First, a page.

Feud over 'M-A-S-H' hot dog eatery goes to court
TOLEDO, Ohio (AP) — Behind the counters of a hot dog eatery made famous on the TV series "M-A-S-H" was a decade-long family feud over control of the restaurant that boiled over with accusations of financial misdeeds and secret recordings.
The grandson of the man who founded Tony Packo's during the Great Depression went on trial Friday, accused of conspiring with a company controller to steal nearly $250,000 from the restaurant that sells its hot dog sauce and pickles in food stores nationwide.
A prosecutor said that Tony Packo III believed he was entitled to more money even though he owned only a minority share of the business. His father and a cousin owned the majority.
But defense attorneys countered on Friday that Packo's cousin cooked up the theft accusations so that he could take over, going as far as installing a fake smoke detector with a camera to record board meetings.
The family fight put the future of Tony Packo's in doubt after a bank foreclosed on its loans and a third party was put in charge of daily operations in the spring 2011. But a sale finalized in February put the restaurant in the hands of a private group aligned with Tony Packo Jr. and his son.
Packo's became a household name in the 1970s when actor Jamie Farr portrayed a homesick U.S. soldier in the Korean War who longed for the hot dogs.
"If you're ever in Toledo, Ohio, on the Hungarian side of town, Tony Packo's got the greatest Hungarian hot dogs," Farr's character, Cpl. Max Klinger, said on an episode in 1976.
The original Packo's remains a tourist destination and is decorated with "M-A-S-H" memorabilia.
Assistant Lucas County Prosecutor John Weglian said Friday that descendants of the restaurant's namesake first began fighting over company spending in 2002.
Nancy Packo Horvath, daughter of the founders, accused her brother, Tony Packo Jr., of trying to force her out of the business. They settled their differences and agreed to reorganize the company's management structure.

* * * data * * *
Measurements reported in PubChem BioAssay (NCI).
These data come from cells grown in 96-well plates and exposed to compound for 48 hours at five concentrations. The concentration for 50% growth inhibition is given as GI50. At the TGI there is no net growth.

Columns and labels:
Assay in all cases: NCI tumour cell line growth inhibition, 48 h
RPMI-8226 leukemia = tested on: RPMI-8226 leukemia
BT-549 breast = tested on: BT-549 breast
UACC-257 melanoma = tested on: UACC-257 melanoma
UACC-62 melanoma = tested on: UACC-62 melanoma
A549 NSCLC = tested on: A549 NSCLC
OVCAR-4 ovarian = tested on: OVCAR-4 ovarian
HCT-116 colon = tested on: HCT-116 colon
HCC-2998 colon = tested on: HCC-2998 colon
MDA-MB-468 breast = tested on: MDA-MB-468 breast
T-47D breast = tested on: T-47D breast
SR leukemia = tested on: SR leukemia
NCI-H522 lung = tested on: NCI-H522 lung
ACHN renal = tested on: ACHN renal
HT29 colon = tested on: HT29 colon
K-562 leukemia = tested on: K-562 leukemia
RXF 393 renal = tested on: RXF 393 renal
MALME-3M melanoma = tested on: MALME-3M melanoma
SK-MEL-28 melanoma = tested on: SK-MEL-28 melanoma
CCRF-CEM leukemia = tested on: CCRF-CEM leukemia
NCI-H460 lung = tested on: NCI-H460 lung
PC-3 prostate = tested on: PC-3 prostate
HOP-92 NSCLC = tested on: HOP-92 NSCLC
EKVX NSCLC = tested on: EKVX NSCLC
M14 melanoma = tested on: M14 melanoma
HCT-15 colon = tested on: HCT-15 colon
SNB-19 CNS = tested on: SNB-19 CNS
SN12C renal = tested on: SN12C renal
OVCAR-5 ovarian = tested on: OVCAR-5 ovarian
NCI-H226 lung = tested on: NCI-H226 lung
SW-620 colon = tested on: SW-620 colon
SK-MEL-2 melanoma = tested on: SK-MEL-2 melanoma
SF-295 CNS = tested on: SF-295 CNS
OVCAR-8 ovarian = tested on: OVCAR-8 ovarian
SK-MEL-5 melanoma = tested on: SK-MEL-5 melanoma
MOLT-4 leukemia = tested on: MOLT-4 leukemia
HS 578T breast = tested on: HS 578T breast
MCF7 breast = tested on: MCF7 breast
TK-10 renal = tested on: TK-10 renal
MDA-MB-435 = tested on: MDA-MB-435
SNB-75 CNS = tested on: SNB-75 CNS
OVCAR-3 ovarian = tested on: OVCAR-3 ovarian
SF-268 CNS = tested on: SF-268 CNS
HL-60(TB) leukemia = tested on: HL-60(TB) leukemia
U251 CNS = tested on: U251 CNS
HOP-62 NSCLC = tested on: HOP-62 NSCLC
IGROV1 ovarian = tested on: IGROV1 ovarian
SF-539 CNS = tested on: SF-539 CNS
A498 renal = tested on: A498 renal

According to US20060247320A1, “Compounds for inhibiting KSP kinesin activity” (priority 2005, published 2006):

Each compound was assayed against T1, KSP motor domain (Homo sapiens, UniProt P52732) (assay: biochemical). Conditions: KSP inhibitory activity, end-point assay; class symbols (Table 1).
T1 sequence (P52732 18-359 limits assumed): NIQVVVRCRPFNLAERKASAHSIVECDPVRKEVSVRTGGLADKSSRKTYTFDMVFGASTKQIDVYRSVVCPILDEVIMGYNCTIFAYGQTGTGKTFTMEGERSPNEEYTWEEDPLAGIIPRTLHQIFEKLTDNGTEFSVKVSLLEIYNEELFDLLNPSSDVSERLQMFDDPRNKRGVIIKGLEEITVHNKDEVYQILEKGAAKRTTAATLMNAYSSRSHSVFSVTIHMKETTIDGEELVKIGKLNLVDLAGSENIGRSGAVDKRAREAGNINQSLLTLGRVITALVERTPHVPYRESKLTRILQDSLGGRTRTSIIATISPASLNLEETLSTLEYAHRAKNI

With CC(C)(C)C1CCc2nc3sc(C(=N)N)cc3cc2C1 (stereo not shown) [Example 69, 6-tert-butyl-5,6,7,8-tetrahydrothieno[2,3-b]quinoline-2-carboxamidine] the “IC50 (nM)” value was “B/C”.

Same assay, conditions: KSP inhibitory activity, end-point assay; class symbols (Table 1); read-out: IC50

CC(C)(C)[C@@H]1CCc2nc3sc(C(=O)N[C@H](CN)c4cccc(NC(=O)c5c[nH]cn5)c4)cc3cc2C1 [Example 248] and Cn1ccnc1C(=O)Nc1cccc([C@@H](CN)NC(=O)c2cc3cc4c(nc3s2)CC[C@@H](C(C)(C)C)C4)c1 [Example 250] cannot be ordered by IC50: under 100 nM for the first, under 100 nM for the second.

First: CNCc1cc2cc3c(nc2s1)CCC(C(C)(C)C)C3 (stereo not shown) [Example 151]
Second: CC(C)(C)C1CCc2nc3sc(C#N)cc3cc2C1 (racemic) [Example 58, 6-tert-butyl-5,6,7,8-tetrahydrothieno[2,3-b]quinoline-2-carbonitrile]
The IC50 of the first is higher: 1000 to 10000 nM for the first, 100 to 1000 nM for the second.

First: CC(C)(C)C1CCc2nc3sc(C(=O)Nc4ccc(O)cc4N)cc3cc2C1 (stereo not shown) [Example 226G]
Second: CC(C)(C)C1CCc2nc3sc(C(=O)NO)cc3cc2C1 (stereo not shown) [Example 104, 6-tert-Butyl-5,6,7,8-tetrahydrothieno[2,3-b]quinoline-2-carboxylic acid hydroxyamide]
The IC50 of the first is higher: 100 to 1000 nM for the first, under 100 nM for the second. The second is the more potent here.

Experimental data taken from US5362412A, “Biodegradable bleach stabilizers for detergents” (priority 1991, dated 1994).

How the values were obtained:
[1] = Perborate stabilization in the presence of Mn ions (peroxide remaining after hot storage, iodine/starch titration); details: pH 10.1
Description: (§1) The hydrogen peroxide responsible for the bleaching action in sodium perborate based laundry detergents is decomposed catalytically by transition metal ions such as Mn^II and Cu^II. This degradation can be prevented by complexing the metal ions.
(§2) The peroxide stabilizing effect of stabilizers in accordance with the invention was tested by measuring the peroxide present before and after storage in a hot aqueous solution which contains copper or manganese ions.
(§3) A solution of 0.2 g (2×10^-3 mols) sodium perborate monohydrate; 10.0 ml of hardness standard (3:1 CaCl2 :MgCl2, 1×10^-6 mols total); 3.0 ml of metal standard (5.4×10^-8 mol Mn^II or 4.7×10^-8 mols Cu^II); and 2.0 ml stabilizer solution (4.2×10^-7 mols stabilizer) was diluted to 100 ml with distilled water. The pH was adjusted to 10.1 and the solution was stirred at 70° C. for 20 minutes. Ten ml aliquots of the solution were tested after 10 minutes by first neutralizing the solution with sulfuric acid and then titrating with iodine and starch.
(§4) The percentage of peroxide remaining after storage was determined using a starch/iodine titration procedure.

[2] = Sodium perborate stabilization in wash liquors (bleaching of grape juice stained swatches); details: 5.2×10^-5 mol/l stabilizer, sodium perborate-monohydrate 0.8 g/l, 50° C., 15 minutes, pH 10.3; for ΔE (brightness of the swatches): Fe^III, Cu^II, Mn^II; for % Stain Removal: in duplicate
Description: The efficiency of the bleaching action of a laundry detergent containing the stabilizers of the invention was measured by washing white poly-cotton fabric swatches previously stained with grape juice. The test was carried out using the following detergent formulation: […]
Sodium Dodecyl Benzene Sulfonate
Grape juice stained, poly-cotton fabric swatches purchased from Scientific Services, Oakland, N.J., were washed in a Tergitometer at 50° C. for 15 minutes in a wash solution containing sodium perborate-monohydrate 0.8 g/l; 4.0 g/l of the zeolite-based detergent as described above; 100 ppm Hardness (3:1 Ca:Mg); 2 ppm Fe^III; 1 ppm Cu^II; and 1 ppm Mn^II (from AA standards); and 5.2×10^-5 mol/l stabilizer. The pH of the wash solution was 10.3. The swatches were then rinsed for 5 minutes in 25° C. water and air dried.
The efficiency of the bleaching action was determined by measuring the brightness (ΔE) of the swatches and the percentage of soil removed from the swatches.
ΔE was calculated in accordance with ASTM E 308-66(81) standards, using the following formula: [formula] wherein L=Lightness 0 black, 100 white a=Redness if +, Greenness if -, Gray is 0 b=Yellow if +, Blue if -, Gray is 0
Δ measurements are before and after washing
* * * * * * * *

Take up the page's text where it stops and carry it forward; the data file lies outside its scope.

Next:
Packo Horvath died a year later, leaving her share of the business to her son, Robin Horvath. All seemed fine until 2011, when he sued Packo Jr., and his son, accusing them of blocking him from looking at company financial records after he began questioning them about spending.
Theft charges against Tony Packo III and controller Cathleen Dooley were filed in December. Packo III loaned himself money from the company and stole from other funds, Weglian said.
Packo III's attorney Jerry Phillips told jurors during opening statements that Robin Horvath concocted the allegations and knew about all of the financial arrangements involving his client who was director of restaurant operations. He acknowledged that the record keeping and methods were a little sloppy.
"This was a family business," Phillips said. "They did it a little loosey-goosey."
Phillips said that Horvath wanted control over the business and became paranoid, making numerous false accusations against the Packos and recording dozens of conversations. Horvath also used company money for a country club membership and free food for his family, Phillips said.
Dooley's attorney, Richard Kerger, said Horvath was jealous of the Packo's. "He thought they were taking over," Kerger said.
Horvath is expected to testify later in the trial.